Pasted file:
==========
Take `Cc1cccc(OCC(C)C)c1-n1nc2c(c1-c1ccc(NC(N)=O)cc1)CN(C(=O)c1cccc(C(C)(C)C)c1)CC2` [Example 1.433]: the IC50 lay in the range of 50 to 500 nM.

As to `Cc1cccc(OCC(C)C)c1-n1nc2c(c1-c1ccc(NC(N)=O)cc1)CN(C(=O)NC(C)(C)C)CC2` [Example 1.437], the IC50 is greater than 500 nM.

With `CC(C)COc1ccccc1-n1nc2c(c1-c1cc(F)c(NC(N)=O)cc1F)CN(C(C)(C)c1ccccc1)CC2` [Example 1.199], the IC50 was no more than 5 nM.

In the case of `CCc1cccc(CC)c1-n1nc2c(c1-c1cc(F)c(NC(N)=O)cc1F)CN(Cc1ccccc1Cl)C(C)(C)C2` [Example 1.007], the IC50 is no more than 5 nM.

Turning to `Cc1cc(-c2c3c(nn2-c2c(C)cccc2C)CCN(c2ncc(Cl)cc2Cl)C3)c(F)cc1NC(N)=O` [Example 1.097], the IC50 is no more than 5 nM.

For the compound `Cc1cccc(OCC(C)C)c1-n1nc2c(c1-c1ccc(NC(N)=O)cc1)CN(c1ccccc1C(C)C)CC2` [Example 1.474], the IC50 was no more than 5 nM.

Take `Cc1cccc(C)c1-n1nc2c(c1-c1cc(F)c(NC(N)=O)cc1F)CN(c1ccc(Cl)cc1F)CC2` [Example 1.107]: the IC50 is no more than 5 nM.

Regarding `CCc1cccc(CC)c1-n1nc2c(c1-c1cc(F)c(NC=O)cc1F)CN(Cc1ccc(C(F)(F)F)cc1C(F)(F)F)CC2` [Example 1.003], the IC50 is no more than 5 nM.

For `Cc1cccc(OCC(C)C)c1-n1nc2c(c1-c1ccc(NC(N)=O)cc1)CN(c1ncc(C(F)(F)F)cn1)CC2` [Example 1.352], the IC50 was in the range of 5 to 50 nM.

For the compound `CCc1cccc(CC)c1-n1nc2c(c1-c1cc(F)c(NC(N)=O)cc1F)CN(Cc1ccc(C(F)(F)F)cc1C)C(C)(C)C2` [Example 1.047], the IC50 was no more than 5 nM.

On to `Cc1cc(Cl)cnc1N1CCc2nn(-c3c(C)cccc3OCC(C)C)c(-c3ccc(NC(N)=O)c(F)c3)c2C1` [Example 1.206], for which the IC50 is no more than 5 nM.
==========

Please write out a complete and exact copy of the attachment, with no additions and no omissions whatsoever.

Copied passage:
Take `Cc1cccc(OCC(C)C)c1-n1nc2c(c1-c1ccc(NC(N)=O)cc1)CN(C(=O)c1cccc(C(C)(C)C)c1)CC2` [Example 1.433]: the IC50 lay in the range of 50 to 500 nM.

As to `Cc1cccc(OCC(C)C)c1-n1nc2c(c1-c1ccc(NC(N)=O)cc1)CN(C(=O)NC(C)(C)C)CC2` [Example 1.437], the IC50 is greater than 500 nM.

With `CC(C)COc1ccccc1-n1nc2c(c1-c1cc(F)c(NC(N)=O)cc1F)CN(C(C)(C)c1ccccc1)CC2` [Example 1.199], the IC50 was no more than 5 nM.

In the case of `CCc1cccc(CC)c1-n1nc2c(c1-c1cc(F)c(NC(N)=O)cc1F)CN(Cc1ccccc1Cl)C(C)(C)C2` [Example 1.007], the IC50 is no more than 5 nM.

Turning to `Cc1cc(-c2c3c(nn2-c2c(C)cccc2C)CCN(c2ncc(Cl)cc2Cl)C3)c(F)cc1NC(N)=O` [Example 1.097], the IC50 is no more than 5 nM.

For the compound `Cc1cccc(OCC(C)C)c1-n1nc2c(c1-c1ccc(NC(N)=O)cc1)CN(c1ccccc1C(C)C)CC2` [Example 1.474], the IC50 was no more than 5 nM.

Take `Cc1cccc(C)c1-n1nc2c(c1-c1cc(F)c(NC(N)=O)cc1F)CN(c1ccc(Cl)cc1F)CC2` [Example 1.107]: the IC50 is no more than 5 nM.

Regarding `CCc1cccc(CC)c1-n1nc2c(c1-c1cc(F)c(NC=O)cc1F)CN(Cc1ccc(C(F)(F)F)cc1C(F)(F)F)CC2` [Example 1.003], the IC50 is no more than 5 nM.

For `Cc1cccc(OCC(C)C)c1-n1nc2c(c1-c1ccc(NC(N)=O)cc1)CN(c1ncc(C(F)(F)F)cn1)CC2` [Example 1.352], the IC50 was in the range of 5 to 50 nM.

For the compound `CCc1cccc(CC)c1-n1nc2c(c1-c1cc(F)c(NC(N)=O)cc1F)CN(Cc1ccc(C(F)(F)F)cc1C)C(C)(C)C2` [Example 1.047], the IC50 was no more than 5 nM.

On to `Cc1cc(Cl)cnc1N1CCc2nn(-c3c(C)cccc3OCC(C)C)c(-c3ccc(NC(N)=O)c(F)c3)c2C1` [Example 1.206], for which the IC50 is no more than 5 nM.